The stories told during Lent help us to face up to our temptations and every present
threat of evil. They help us to face up to the ways in which we need to die and the
narrow gate through which we need to pass. They help us to face up to our blurred
visions, misplaced loyalties, and wrongful desires. They help us face up to our
blindness and the healing and nourishment we need. And they help us face up to the
ways in which we are bound and trapped.”
   from A Pilgrim People, John H. Westerhoff, III
Spiritual autobiography, the telling of our stories, is a formal way of reflecting upon our relationship with God. We look for the presence of God and God’s leading by examining the events of our lives, important relationships, joys, and sorrows. In this process of self-discovery, we find clarification about who we are and to whom we belong. We seek the prayerful self-awareness that leads to repentance and change and brings us closer to God.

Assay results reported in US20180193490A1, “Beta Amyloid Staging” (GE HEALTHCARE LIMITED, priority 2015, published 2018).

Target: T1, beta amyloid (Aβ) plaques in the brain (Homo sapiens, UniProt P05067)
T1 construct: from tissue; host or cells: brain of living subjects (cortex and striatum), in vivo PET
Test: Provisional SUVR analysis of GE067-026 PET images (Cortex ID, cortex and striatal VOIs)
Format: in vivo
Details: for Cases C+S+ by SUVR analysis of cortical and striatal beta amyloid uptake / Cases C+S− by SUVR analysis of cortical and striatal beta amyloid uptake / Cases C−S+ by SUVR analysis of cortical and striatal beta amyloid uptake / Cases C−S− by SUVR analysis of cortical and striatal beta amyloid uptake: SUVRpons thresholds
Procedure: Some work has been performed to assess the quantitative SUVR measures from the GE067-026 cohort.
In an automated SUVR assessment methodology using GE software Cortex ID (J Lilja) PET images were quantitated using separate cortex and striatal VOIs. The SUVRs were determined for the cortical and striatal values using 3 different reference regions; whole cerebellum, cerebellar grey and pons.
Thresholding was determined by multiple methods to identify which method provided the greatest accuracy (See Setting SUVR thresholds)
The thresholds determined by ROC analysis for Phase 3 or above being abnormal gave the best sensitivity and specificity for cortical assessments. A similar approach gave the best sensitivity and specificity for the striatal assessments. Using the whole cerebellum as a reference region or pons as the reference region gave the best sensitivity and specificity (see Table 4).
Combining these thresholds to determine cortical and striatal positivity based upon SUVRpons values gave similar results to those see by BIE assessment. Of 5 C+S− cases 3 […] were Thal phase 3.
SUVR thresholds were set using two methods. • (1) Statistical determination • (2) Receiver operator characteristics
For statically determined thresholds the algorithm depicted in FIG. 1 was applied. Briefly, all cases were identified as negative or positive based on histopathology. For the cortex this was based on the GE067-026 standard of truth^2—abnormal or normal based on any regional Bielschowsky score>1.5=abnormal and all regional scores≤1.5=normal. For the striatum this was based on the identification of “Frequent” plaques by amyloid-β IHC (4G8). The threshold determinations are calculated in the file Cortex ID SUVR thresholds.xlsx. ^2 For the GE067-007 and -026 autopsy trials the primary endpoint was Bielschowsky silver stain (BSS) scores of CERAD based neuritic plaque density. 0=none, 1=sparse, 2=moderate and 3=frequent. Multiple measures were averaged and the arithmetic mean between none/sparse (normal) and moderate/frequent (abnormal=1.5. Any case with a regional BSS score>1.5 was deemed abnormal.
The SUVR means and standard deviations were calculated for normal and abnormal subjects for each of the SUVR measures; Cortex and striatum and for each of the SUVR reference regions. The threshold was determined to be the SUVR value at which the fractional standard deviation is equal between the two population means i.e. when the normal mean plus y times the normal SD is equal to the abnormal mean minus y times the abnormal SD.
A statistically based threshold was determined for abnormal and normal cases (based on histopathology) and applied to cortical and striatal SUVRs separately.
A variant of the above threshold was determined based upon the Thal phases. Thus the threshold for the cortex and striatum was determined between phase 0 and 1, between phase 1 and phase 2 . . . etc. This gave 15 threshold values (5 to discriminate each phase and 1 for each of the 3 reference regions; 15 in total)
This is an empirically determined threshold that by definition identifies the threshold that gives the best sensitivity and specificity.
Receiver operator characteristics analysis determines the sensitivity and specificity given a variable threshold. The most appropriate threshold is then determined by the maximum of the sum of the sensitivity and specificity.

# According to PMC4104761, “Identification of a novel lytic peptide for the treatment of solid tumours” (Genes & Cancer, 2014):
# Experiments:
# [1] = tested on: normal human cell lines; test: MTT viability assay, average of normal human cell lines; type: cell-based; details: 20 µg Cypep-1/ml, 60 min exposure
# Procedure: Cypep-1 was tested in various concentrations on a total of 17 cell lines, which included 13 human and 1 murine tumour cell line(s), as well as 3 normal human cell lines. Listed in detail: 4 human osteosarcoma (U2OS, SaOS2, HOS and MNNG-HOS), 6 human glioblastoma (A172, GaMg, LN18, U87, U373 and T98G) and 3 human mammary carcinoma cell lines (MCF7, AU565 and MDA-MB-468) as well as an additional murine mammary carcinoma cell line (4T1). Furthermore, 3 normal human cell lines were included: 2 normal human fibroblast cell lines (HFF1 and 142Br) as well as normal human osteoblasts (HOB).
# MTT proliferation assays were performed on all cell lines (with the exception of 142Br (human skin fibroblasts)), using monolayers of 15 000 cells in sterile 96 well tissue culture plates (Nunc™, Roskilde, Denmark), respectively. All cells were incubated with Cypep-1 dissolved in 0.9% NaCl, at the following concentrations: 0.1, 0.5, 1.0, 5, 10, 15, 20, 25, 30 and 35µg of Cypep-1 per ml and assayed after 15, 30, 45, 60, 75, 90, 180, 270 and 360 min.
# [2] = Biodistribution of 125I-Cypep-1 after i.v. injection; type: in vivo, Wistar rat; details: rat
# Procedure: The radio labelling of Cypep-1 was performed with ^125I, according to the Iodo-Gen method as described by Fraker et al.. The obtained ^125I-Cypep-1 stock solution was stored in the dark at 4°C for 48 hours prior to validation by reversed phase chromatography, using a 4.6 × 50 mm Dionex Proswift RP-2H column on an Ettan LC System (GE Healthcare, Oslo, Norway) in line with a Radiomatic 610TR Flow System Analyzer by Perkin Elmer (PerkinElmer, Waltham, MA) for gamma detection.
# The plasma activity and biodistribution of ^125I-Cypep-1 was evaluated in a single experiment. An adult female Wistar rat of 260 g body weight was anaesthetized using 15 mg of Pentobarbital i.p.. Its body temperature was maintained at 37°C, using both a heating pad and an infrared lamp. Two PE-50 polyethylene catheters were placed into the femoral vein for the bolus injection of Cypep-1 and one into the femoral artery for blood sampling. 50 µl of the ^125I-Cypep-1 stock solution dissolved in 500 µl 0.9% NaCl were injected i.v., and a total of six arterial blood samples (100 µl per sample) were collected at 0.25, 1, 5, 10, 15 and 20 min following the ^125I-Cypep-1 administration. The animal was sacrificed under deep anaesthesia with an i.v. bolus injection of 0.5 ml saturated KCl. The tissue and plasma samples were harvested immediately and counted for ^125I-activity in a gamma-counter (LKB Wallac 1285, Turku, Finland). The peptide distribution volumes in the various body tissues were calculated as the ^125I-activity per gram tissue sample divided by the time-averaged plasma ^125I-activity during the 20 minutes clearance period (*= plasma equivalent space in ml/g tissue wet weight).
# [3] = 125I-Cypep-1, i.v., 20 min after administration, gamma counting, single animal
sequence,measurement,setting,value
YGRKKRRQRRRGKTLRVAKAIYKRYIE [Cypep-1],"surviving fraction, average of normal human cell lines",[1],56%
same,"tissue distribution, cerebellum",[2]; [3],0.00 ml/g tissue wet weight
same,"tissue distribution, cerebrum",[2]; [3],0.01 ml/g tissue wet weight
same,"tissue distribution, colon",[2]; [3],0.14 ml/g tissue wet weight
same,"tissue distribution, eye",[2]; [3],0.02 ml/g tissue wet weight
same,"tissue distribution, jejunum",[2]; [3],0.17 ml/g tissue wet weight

Is this navel gazing? Quite the opposite, it is a way of living our lives that is more attune to what God would have us do, and what Jesus has shown us to do, which is to love and serve, freely and unconditionally, without the hope of return or reward for ourselves.

Join us throughout this holy season as we utilize spiritual biographies, our own and those 
of others, to deepen our experience of faith and love among this community who gathers in the name of Jesus. We will walk him through the wilderness experience of dryness and longing for God as we make our way to Jerusalem and the cross.

December 14, 2018
As we prepare to celebrate the Third Week of Advent and to light the candle of joy, I share with you the poem "Gaudete," which means rejoice in Latin, by Brad Reynolds. This Sunday, we also celebrate in the ordination of Chaz Howard to the Transitional Diaconate. Please join us as we rejoice in these blessings which grace our community and give thanks to God!